Iran has vowed to retaliate after its most powerful military commander was killed by a US drone strike at Baghdad airport.
"Severe revenge awaits" those behind the attack on General Qasem Soleimani, said Iran's Supreme Leader.
So what do we know about Iran's military capabilities?
How big is Iran's army?
There are an estimated 523,000 active Iranian personnel in a range of military roles, according to the International Institute for Strategic Studies, a UK-based think tank.
This includes 350,000 in the regular army, and at least 150,000 in the Islamic Revolutionary Guards Corps (IRGC).
There are a further 20,000 service personnel in the IRGC's naval forces. This group operates a number of armed patrol boats in the Strait of Hormuz, the site of several confrontations involving foreign-flagged tankers in 2019.
Iran's missile capabilities are a key part of its military prowess
The IRGC also controls the Basij unit, a volunteer force which has helped suppress internal dissent. This unit can potentially mobilise many hundreds of thousands of personnel.
The IRGC was set up 40 years ago to defend the Islamic system in Iran and has become a major military, political and economic force in its own right.
Despite having fewer troops than the regular army, it is considered the most authoritative military force in Iran.
What about operations abroad?
The Quds Force, which was led by General Soleimani, conducts secret operations abroad for the IRGC and reports directly to the Supreme Leader of Iran, Ayatollah Ali Khamenei. It's believed to be about 5,000 strong.
The unit has been deployed to Syria, where it advised military elements loyal to Syrian President Bashar al-Assad and armed Shia militias fighting with them. In Iraq, it has supported a Shia-dominated paramilitary force which assisted in the defeat of the Islamic State group.
However, the US says the Quds force has a wider role by providing funding, training, weapons and equipment to organisations that Washington has designated as terrorist groups in the Middle East. These include Lebanon's Hezbollah movement and the Palestinian Islamic Jihad.
The IRGC has its own navy and air force, and oversees Iran's strategic weapons
Economic problems and sanctions have hampered Iran's arms imports, which are relatively small compared to those of other countries in the region.
The value of Iran's defence imports between 2009 and 2018 was equivalent to just 3.5% of Saudi Arabia's imports over the same period, according to the Stockholm International Peace Research Institute.
Most Iranian imports come from Russia, and the rest from China.
Does Iran have missiles?
Yes - Iran's missile capabilities are a key part of its military prowess, given its relative lack of air power compared with rivals such as Israel and Saudi Arabia.
Iran's IRGC detained the British-flagged tanker the Stena Impero in the Strait of Hormuz in 2019
A US Defense Department report describes the country's missile forces as the largest in the Middle East, comprising mainly short-range and medium-range missiles. It also says Iran is testing space technology to allow it to develop inter-continental missiles, which can travel much further.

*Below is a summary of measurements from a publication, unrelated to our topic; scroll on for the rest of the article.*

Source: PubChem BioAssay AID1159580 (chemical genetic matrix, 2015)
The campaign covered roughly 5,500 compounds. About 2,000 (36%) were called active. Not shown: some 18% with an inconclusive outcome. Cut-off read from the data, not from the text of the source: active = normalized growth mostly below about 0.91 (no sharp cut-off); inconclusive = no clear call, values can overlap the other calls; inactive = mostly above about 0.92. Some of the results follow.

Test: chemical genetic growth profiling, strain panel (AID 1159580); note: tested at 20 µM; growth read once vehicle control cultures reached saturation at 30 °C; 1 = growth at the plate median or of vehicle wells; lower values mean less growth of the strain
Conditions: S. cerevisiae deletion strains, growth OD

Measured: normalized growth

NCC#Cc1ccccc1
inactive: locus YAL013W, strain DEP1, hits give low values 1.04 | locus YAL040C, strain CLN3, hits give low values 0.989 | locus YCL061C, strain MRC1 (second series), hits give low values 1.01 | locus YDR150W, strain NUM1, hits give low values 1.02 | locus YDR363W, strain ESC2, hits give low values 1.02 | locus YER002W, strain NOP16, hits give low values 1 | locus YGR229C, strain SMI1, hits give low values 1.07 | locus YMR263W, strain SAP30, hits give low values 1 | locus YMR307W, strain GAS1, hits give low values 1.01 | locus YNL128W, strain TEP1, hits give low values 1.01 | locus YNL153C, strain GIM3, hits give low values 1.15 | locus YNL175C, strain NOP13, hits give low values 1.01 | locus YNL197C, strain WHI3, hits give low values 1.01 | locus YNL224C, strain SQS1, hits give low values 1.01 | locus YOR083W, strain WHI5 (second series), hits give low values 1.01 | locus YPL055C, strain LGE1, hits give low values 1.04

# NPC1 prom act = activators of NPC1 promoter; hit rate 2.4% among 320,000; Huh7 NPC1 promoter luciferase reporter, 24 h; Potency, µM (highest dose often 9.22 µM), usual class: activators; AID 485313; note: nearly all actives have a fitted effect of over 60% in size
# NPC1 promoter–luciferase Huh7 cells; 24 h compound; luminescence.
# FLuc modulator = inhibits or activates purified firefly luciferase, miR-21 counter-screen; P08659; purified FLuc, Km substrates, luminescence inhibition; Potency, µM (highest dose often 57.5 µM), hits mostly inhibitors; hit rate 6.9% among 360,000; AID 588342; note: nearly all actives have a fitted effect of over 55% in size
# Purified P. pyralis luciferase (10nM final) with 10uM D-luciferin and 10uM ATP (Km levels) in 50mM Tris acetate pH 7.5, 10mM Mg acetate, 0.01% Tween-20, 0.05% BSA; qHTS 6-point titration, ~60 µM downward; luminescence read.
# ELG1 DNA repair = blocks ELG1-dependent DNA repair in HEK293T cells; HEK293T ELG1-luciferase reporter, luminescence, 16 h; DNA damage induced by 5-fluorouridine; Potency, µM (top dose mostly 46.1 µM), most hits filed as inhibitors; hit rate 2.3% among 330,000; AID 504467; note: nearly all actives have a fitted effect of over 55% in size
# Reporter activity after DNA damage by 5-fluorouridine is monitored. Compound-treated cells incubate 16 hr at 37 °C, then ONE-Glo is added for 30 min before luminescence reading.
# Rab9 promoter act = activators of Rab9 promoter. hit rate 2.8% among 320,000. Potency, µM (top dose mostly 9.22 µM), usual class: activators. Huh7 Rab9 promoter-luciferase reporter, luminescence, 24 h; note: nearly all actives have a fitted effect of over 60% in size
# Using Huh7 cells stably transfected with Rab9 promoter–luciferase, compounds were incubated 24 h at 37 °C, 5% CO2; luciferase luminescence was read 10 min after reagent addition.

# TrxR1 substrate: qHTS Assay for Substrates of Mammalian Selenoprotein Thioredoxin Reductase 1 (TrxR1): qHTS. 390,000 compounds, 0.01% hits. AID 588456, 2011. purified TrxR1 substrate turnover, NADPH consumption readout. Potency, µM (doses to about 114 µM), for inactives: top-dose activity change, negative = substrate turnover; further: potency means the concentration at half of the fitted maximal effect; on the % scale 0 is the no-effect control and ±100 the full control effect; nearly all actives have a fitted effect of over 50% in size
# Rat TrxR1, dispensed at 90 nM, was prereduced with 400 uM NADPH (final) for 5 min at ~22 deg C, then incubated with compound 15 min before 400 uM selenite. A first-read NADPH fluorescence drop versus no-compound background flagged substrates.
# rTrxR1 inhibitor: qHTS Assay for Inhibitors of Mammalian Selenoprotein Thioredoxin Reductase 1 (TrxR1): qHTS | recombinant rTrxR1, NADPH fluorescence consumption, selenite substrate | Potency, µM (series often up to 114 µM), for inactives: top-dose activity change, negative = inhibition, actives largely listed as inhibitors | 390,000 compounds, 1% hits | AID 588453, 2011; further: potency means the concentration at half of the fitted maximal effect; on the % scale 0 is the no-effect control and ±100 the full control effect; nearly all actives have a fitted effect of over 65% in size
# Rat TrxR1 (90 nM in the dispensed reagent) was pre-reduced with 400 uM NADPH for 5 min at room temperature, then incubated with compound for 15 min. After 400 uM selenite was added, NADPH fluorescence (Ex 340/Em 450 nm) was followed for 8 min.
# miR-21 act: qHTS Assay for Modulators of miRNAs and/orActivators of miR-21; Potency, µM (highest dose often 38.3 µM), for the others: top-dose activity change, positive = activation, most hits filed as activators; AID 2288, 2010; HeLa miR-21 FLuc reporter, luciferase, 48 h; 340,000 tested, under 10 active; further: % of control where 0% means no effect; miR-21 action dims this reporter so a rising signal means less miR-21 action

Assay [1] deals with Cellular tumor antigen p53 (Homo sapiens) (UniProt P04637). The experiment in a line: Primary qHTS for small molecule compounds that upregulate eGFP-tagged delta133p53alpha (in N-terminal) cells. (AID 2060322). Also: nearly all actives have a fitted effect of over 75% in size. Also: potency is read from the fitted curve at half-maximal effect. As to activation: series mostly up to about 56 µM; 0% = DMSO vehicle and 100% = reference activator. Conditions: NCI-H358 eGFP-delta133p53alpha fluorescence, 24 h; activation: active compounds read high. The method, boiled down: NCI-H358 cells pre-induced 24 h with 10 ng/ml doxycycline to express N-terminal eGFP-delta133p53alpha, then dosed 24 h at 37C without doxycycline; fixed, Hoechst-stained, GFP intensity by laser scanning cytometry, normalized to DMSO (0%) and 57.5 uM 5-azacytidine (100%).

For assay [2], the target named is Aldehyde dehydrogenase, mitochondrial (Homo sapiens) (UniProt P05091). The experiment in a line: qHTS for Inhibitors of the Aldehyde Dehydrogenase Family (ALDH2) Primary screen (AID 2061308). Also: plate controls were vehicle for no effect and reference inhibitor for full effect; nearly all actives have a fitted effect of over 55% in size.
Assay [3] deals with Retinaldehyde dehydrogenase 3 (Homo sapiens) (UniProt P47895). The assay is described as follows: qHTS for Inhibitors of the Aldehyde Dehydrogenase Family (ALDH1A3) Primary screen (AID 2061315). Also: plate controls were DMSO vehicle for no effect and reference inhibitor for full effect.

However, the long-range missile programme was stalled by Iran as part of its 2015 nuclear deal with foreign countries, according to the Royal United Services Institute (Rusi) think tank. But it added that it may have resumed, given the uncertainty surrounding that deal.
In any case, many targets in Saudi Arabia and the Gulf would be within range of Iran's current short and medium-range missiles, and possibly targets in Israel.
In May last year, the US deployed a Patriot anti-missile defence system to the Middle East as tensions with Iran increased. This is meant to counter ballistic missiles, cruise missiles and advanced aircraft.
What are its non-conventional weapons?
Despite years of sanctions, Iran has also been able to develop drone capabilities.
In Iraq, Iranian drones have been used since 2016 in the fight against IS. Iran has also entered Israeli airspace with armed drones operated from bases in Syria, according to Rusi.
In June 2019, Iran shot down a US surveillance drone, claiming it had violated Iranian airspace over the Strait of Hormuz.
The other aspect of Iran's drone programme is its willingness to sell or transfer its drone technology to its allies and proxies in the region, says Jonathan Marcus, the BBC's Defence and diplomatic correspondent.
In 2019, drone and missile attacks damaged two key Saudi oil facilities. Both the US and Saudi Arabia linked these attacks to Iran, although Tehran denied any involvement and pointed to a claim of responsibility by rebels in Yemen.
Does Iran have cyber-capabilities?
Following a major cyber-attack in 2010 on Iranian nuclear facilities, Iran ramped up its cyber-space capability.
The US has accused Iran of supplying Houthi rebels with Unmanned Aerial Vehicles
The Islamic Revolutionary Guards Corps (IRGC) is believed to have its own cyber-command, working on commercial and military espionage.
A US military report in 2019 said Iran has targeted aerospace companies, defence contractors, energy and natural resource companies and telecommunications firms for cyber-espionage operations around the world.
Also in 2019, Microsoft said a hacker group that "originates from Iran and is linked to the Iranian government" targeted a US presidential campaign and tried to break into the accounts of American government officials.